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Packers fans will forgive Favre, but when will Rodgers?

by | CBSSports.com National Columnist
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The speaker is a member of the Super Bowl champion Green Bay Packers. He wanted to do something few in Green Bay would ever attempt in the post-title glow: He wanted to defend Brett Favre. Slightly.

The fact the player wants to remain anonymous says almost as much as the quotations themselves. Favre remains, partly, a radioactive isotope being ripped as petty for still not yet contacting (as far as we know) quarterback Aaron Rodgers to congratulate him for his Super Bowl victory.

Aaron Rodgers hasn't forgotten how Brett Favre treated him in Green Bay. (Getty Images)  
Aaron Rodgers hasn't forgotten how Brett Favre treated him in Green Bay. (Getty Images)  
"This is one of those situations where Brett can't win," the player said. "If he calls Aaron it looks like he's grandstanding. If he doesn't, he seems like he's selfish and inconsiderate.

"I can tell you Brett wants to speak to Aaron. He really does and it's sincere. I don't know if they've spoken yet. I just know Brett wants to bury the hatchet."

Really?

"No question. The big issue is will Aaron want to take the call. That I don't know. The bitterness remains deep."

Is it possible such a phone call between the two men has taken place and no knows about it?

"Possible," he said, "but unlikely."

Hence, this is the final question from a grand moment in NFL history, the Packers winning another Super Bowl title: Will Green Bay's past quarterback hero in Favre, and its current and future one in Rodgers, ever be able to make amends?

At some point their paths will have to intersect, right? Can you have two Green Bay legends hating one another?

In the coming months and years the Packers organization will forgive Favre's arrogance and text obsessions and welcome him back to the Packers fold. Green Bay fans will do the same. So that leaves Favre and Rodgers.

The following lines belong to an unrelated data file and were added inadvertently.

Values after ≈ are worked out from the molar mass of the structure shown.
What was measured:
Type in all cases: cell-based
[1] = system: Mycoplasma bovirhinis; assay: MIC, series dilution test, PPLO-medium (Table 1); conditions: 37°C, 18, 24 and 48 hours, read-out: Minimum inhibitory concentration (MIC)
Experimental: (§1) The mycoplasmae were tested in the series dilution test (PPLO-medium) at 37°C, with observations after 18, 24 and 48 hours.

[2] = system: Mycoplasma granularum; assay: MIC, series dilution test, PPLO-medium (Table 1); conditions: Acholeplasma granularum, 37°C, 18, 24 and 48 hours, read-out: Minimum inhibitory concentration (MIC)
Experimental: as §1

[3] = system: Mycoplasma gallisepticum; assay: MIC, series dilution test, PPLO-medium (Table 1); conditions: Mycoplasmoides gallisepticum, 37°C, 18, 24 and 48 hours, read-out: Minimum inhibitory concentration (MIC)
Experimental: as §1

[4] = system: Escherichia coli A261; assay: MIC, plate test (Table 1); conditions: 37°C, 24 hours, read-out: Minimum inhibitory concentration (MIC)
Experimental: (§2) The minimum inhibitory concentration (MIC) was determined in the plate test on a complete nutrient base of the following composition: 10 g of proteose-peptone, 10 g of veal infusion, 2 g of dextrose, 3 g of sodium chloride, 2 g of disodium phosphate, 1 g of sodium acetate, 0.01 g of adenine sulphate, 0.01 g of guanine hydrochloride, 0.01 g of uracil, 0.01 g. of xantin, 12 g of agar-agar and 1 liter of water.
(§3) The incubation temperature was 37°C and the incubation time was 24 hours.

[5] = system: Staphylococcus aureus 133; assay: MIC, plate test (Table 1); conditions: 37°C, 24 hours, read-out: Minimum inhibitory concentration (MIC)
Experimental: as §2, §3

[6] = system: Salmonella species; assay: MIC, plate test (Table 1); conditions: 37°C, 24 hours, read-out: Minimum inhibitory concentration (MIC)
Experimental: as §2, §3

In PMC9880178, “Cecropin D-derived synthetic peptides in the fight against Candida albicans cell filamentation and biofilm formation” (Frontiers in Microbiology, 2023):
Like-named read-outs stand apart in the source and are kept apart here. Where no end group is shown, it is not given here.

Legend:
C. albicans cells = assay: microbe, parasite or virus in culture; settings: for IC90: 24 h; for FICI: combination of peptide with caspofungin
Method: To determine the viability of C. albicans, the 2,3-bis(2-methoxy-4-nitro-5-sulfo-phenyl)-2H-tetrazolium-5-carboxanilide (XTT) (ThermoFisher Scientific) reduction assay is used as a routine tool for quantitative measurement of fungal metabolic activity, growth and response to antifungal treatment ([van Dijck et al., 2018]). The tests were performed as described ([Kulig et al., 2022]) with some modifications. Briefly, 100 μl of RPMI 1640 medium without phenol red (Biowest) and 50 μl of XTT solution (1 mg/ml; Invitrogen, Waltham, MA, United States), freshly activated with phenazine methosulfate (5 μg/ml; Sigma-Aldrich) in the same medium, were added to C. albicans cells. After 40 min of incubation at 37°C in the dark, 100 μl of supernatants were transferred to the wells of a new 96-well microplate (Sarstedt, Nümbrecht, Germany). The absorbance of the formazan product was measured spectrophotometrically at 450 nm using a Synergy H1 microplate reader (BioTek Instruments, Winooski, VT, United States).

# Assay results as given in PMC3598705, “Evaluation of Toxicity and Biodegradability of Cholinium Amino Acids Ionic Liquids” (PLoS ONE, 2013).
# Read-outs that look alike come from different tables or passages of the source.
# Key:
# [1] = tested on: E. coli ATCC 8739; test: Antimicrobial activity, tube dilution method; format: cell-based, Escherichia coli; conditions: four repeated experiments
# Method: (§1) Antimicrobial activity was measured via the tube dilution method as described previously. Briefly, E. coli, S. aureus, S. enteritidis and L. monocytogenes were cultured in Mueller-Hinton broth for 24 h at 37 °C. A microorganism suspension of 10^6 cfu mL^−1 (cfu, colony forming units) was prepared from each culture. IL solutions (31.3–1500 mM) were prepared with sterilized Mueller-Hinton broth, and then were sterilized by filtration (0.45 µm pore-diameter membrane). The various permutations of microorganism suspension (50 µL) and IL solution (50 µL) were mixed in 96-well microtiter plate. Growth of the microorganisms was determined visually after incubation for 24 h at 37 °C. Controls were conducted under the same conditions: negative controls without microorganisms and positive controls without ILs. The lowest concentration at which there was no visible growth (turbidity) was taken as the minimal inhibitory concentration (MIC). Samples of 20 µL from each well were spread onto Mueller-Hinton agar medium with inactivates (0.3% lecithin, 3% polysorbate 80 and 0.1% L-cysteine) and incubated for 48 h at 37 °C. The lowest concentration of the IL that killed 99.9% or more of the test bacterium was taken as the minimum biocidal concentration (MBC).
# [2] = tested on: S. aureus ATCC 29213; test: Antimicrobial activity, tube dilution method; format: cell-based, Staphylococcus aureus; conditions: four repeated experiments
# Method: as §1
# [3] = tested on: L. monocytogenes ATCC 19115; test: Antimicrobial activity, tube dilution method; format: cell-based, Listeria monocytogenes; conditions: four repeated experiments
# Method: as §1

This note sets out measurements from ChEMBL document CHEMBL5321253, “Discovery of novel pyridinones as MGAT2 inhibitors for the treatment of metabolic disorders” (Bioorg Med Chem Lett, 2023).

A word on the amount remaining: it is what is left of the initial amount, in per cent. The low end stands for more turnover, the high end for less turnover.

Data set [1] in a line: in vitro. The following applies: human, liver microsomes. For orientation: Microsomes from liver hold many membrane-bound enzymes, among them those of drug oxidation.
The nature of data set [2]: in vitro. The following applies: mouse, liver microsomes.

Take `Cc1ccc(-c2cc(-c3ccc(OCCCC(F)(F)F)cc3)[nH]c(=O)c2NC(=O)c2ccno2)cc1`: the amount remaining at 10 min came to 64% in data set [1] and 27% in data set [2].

If Rodgers does what many of us have been predicting for years, and that is lead the next generation of great throwers, then his path and Favre's could cross often.

That is the message friends of both Rodgers and Favre have been sending both men for months, and even since the Super Bowl. But the bitterness remains strong, as does the suspicion.

Rodgers, again, has a right to be angry with Favre. Rodgers discussed why in an interview one year ago when he said he phoned Favre to reach out to him and Favre never called back. That is true jerkiness right there.

I'm told that when the subject of ending his cold war with Rodgers is raised with Favre, Favre eventually asks, "What does Aaron think?" And I'm told that when Rodgers is asked about reconciling with Favre, Rodgers eventually asks, "What does Brett think?" And so it goes.

No one wants to make the first move and as far as I can tell no one has. (Though shouldn't that be Favre?)

The impasse remains this simple little conundrum. Favre is concerned any attempt by him to reach out to Rodgers will be seen as manipulative, and Rodgers still hurts from the way Favre treated him when the two played together.

So the Packers are stuck. You have a storied franchise with two storied players who can't stand one another.

It's not necessary or required they settle any differences, but wouldn't it be nice?

This relationship isn't as strained as the worst relationship two star quarterbacks ever had in Joe Montana and Steve Young. Montana was highly critical of Young, publicly portraying Young as someone trying to steal his job. When Montana went to Kansas City and played his old team with Young at the helm the two men refused to shake hands before the game (and after).

They've since become acquaintances, though not friends. That may be the best the Packers will get with Favre and Rodgers.

One day Favre will be inducted into the Hall of Fame, but before that the Packers will retire his number. Just a matter of time. That relationship between the team and fans will be healed.

Will Favre and Rodgers one day reach a peace accord assuming they already secretly haven't?

That's the big question.

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